Rhode Island has joined several other states in declaring that online webcam notarizations do not meet state law requiring signers to personally appear before a Notary, according to an alert posted on Secretary of State A. Ralph Mollis’ Web site.
The alert states that “the person completing an acknowledgment or seeking other services from the Notary Public must ‘appear in person’ before the Notary Public. Other electronic means of appearance, such as web cam and Skype, do not comply with the requirements of state law.”
Earlier this month, Wisconsin Secretary of State Doug La Follette issued a formal announcement saying that online Notarizations were invalid and illegal. And in February, California Secretary of State Debra Bowen issued a similar alert declaring online notarizations to be illegal in the Golden State. North Carolina Secretary of State Elaine Marshall in April published a newspaper article that described the importance of personal appearance in the notarial act.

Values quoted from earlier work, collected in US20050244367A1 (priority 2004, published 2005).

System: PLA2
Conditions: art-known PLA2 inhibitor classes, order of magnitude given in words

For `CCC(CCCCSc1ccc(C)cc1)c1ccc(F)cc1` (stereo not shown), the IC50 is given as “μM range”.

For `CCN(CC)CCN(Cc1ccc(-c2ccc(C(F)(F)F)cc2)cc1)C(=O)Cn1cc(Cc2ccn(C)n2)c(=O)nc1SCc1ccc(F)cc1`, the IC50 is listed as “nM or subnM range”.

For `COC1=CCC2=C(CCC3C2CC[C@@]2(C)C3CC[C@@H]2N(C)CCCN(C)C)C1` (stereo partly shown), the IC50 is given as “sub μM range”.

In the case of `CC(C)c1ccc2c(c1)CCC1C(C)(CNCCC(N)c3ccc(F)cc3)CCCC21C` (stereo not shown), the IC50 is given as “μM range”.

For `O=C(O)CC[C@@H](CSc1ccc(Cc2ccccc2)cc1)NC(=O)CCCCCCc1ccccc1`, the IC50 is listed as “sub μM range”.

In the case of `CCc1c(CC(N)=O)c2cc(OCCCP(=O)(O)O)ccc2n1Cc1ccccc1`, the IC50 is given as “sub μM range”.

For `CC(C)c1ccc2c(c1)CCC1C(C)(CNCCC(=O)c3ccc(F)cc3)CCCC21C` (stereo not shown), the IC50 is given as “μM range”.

The full text of the Rhode Island alert follows:
Please be advised that pursuant to state law, all Notary Publics authorized to by his Excellency the Governor, may exercise said powers "within this state". An individual completing an acknowledgment must do so "before" a person authorized to take acknowledgments under Rhode Island law, including Notaries Public. The Governor of the State of Rhode Island and the Rhode Island Secretary of State have further set forth, by Executive Order, the requirement that the person completing an acknowledgment or seeking other services from the Notary Public must "appear in person" before the Notary Public. Other electronic means of appearance, such as web cam and Skype, do not comply with the requirements of state law and the Executive Order.